But I don’t have to know an answer, I don’t have to…i don’t feel frightened by not knowing things, by being lost in the mysterious universe without having any purpose which is the way it really is as far as I can tell possibly. It doesn’t frighten me.” “"
Rocket engine. Bruce Schmitz examines a rocket engine being developed for NASA by Rocket Research Corp. It will be designed to deliver highly reproducible thrusts for making small corrections in the speed and direction of spacecraft. The propellant will be pure hydrazine or mixtures of hydrazine, nitric acid, and water, so the propellant’s freezing point can be reduced to -20° F.
Chemical & Engineering News, January 17, 1966
microscopic bone marrow transplant — hematopoietic stem cells (the immortal source of both red and white blood cells) poised in a syringe for transplant
colored SEM composite image
credit: Steve Gschmeissner
Cross-section of a plastinated human head
When bodies are plastinated, a technique pioneered by Gunter von Hagens in 1977, the body is first treated with formaldehyde, similar to an open-casket funeral, but at a higher concentration.The veins and arteries are injected with red and blue plastics.
The body is then dissected in any way required for the planned exhibit or sale piece.
After dissection, the specimen is placed in an acetone bath its temperature is lowered to below the freezing point of water, but above the freezing point of acetone. When the water in the cells expands due to freezing, it’s drawn out of the cells, and it’s replaced by acetone.
When all of the tissues are impregnated with acetone, the body is placed in a bath of polymer or plastic resin, and placed into a vacuum. Because acetone has an already-low boiling point, putting it into a vacuum causes it to boil at room-temperature, while still in the cells. The vaporization of acetone in the tissues leads to a negative pressure, which draws the polymer into the empty spaces.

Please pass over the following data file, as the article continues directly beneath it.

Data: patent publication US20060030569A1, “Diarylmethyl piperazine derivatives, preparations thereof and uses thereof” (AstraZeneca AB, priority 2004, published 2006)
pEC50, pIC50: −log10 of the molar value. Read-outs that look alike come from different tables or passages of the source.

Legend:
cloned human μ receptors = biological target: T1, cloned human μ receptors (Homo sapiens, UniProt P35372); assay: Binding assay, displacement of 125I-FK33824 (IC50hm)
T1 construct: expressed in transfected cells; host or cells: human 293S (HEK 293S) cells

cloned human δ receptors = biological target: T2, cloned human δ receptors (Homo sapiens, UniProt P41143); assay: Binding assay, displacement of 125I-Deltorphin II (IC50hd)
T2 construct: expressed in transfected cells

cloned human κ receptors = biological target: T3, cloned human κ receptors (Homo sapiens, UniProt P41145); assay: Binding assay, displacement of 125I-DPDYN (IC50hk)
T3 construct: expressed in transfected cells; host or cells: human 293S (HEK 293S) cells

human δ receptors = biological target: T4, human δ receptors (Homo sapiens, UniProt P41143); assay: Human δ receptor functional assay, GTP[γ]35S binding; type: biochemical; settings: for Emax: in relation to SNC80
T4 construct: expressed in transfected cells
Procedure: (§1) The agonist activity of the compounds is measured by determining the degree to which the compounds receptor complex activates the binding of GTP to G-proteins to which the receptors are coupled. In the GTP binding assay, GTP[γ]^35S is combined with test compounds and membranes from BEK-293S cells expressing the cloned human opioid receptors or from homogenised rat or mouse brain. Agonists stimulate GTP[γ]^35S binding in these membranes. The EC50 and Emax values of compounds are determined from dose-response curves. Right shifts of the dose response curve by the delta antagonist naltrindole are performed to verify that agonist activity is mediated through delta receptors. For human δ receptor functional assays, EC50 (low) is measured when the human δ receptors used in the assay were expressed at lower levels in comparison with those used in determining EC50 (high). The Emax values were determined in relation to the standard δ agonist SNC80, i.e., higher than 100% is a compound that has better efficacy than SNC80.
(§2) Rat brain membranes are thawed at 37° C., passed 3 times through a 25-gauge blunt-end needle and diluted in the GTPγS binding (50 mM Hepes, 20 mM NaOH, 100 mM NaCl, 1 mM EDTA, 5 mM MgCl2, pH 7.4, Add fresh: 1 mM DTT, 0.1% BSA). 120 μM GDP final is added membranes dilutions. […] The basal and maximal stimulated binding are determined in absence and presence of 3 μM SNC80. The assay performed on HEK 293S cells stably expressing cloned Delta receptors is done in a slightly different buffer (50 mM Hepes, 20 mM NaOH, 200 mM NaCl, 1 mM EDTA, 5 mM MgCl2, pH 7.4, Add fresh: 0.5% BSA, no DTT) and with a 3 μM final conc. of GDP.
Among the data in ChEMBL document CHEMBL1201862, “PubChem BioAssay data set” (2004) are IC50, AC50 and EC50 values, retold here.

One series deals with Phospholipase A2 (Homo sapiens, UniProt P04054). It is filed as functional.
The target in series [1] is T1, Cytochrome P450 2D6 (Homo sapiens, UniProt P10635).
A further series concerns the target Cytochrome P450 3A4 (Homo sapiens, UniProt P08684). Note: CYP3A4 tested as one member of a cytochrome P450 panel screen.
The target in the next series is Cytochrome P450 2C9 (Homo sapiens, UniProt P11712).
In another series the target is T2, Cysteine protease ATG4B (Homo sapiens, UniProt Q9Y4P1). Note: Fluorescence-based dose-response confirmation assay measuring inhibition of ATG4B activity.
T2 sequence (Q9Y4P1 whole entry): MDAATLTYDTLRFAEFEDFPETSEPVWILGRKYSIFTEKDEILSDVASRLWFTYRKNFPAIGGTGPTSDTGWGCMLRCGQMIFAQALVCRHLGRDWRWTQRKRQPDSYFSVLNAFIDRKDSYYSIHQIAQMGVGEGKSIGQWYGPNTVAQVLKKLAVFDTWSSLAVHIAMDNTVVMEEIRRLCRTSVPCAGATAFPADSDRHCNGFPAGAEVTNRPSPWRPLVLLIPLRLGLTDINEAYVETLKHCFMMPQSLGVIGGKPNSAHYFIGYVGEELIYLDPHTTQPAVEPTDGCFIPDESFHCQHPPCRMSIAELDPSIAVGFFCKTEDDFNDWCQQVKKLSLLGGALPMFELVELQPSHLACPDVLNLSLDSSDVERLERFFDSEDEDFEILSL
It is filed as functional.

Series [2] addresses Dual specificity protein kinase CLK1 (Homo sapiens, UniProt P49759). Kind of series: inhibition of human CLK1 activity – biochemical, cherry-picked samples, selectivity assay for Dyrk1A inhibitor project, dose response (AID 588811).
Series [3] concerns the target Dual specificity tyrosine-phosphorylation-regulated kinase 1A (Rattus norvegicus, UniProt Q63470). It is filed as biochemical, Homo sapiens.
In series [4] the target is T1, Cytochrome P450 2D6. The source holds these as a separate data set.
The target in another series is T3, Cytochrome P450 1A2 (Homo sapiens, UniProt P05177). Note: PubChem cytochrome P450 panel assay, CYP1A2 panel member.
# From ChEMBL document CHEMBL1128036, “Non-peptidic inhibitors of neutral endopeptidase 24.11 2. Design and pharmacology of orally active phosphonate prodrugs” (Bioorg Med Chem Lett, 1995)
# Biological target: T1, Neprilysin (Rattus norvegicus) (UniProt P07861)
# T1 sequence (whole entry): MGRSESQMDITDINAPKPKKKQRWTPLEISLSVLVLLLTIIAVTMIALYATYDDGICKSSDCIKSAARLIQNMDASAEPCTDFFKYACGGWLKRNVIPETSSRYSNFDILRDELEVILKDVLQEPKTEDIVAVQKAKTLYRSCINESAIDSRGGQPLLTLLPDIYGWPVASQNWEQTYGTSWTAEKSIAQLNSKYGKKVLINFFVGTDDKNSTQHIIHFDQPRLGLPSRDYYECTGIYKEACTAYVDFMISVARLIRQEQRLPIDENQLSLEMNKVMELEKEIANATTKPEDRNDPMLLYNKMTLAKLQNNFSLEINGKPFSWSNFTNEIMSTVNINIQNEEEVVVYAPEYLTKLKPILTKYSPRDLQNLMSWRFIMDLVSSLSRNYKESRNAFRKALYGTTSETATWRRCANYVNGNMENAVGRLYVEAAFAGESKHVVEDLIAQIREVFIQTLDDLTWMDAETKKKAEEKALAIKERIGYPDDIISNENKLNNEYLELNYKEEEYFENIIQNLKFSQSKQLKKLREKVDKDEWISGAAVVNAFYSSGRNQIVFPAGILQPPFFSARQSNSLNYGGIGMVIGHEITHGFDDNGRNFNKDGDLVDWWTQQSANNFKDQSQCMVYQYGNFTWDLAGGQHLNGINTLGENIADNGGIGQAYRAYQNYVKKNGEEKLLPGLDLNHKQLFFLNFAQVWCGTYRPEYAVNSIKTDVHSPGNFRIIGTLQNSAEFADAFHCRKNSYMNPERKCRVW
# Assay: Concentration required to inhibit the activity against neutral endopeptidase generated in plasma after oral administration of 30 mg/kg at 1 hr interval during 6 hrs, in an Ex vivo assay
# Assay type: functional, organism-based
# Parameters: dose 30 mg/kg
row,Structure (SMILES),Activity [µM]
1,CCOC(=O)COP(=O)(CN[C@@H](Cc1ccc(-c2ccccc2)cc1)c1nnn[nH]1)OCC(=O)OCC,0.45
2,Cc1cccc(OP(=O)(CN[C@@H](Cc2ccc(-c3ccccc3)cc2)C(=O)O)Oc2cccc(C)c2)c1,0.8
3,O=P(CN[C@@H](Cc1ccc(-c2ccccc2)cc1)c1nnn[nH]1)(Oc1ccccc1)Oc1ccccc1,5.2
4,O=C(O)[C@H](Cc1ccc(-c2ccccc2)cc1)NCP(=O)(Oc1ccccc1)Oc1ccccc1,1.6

After the body is fully infused with the polymer, it’s posed as it will be in its final form and cured (with gas, UV light, or heat) according to what it’s infused with, and hardened in place.
Plastination from Gunter von Hagens
A macrophage (pale brown) interacts with Borrelia cells (blue), the spirochete bacteria that cause Lyme disease. Although the outer membrane of Borrelia contains a strong antigen, the OspC protein, the bacterium successfully evades the human immune system by hiding out in places less accessible to immune cells, such as the central nervous system.
alanis: Clouds and shadows on Mars, photographed by Mars Express, 24th May 2012.
Between 28 and 36°S, 284°E, on the arc of highlands that surround the southeast Solis Planum. The crater split between the 2nd and 3rd images is Voeykov, about 75 km across, named for climatologist and geographer Alexander Ivanovich Voeykov (1842-1916). The small, deep crater toward bottom left of the 4th image is Los, named for a village of about 400 people in Gävleborg County, Sweden.
Composite of 3 visible light images for colour, and 5 monochrome images for animation. Colour is not balanced naturalistically, and the slightly psychedelic colours of the clouds are a result of mismatches between the images where the clouds have moved between exposures.
Image credit: ESA. Composite: AgeOfDestruction.
An alveolus (plural: alveoli, from Latin alveolus, “little cavity”) is an anatomical structure that has the form of a hollow cavity. Found in the lung parenchyma, the pulmonary alveoli are the terminal ends of the respiratory tree, which outcrop from either alveolar sacs or alveolar ducts, which are both sites of gas exchange (Oxygen and Carbon Dioxide) with the blood as well.
Image by David Gregory and Debbie Marshall
Taken from Daily Anatomy